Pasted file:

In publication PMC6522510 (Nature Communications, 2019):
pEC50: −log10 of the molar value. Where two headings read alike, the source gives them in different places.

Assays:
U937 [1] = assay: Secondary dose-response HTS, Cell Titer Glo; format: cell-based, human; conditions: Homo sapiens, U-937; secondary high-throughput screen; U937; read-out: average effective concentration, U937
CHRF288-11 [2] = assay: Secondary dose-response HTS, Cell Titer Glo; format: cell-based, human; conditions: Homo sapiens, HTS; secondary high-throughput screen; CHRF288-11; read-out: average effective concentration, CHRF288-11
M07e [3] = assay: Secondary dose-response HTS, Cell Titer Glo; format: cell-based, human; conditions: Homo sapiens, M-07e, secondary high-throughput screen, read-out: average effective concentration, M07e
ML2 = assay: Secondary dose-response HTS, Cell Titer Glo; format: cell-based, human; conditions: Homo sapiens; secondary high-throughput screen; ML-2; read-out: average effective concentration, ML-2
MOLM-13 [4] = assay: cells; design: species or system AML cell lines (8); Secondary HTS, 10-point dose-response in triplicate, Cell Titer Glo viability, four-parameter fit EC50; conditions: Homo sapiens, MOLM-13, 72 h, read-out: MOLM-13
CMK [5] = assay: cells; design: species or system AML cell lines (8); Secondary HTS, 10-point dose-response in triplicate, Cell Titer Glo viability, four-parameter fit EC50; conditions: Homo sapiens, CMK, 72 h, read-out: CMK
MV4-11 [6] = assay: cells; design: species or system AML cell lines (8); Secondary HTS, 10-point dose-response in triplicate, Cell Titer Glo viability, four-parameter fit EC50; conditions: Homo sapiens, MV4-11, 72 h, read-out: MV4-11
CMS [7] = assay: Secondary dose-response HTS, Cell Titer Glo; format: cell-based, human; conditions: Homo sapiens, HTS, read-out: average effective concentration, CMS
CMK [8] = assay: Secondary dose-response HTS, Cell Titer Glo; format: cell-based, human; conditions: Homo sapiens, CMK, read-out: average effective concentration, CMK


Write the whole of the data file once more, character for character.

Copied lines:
In publication PMC6522510 (Nature Communications, 2019):
pEC50: −log10 of the molar value. Where two headings read alike, the source gives them in different places.

Assays:
U937 [1] = assay: Secondary dose-response HTS, Cell Titer Glo; format: cell-based, human; conditions: Homo sapiens, U-937; secondary high-throughput screen; U937; read-out: average effective concentration, U937
CHRF288-11 [2] = assay: Secondary dose-response HTS, Cell Titer Glo; format: cell-based, human; conditions: Homo sapiens, HTS; secondary high-throughput screen; CHRF288-11; read-out: average effective concentration, CHRF288-11
M07e [3] = assay: Secondary dose-response HTS, Cell Titer Glo; format: cell-based, human; conditions: Homo sapiens, M-07e, secondary high-throughput screen, read-out: average effective concentration, M07e
ML2 = assay: Secondary dose-response HTS, Cell Titer Glo; format: cell-based, human; conditions: Homo sapiens; secondary high-throughput screen; ML-2; read-out: average effective concentration, ML-2
MOLM-13 [4] = assay: cells; design: species or system AML cell lines (8); Secondary HTS, 10-point dose-response in triplicate, Cell Titer Glo viability, four-parameter fit EC50; conditions: Homo sapiens, MOLM-13, 72 h, read-out: MOLM-13
CMK [5] = assay: cells; design: species or system AML cell lines (8); Secondary HTS, 10-point dose-response in triplicate, Cell Titer Glo viability, four-parameter fit EC50; conditions: Homo sapiens, CMK, 72 h, read-out: CMK
MV4-11 [6] = assay: cells; design: species or system AML cell lines (8); Secondary HTS, 10-point dose-response in triplicate, Cell Titer Glo viability, four-parameter fit EC50; conditions: Homo sapiens, MV4-11, 72 h, read-out: MV4-11
CMS [7] = assay: Secondary dose-response HTS, Cell Titer Glo; format: cell-based, human; conditions: Homo sapiens, HTS, read-out: average effective concentration, CMS
CMK [8] = assay: Secondary dose-response HTS, Cell Titer Glo; format: cell-based, human; conditions: Homo sapiens, CMK, read-out: average effective concentration, CMK